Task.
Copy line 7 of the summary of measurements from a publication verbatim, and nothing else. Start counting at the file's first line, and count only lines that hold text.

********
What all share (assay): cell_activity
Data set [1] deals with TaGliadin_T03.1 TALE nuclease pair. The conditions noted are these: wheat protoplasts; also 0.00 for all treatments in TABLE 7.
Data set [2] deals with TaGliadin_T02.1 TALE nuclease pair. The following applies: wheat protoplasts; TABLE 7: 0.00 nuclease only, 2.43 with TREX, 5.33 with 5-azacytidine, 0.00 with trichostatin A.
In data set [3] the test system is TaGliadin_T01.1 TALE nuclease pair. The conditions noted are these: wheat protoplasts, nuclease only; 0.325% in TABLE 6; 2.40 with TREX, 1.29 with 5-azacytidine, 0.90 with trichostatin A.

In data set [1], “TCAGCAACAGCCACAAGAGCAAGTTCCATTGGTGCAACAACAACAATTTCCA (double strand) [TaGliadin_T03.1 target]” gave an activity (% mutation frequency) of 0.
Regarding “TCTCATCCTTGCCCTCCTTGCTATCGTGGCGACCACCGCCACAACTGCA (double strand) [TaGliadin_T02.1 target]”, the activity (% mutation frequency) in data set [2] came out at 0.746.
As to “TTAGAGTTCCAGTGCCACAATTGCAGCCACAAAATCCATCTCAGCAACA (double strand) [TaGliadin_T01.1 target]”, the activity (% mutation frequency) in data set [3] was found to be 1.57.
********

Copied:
As to “TTAGAGTTCCAGTGCCACAATTGCAGCCACAAAATCCATCTCAGCAACA (double strand) [TaGliadin_T01.1 target]”, the activity (% mutation frequency) in data set [3] was found to be 1.57.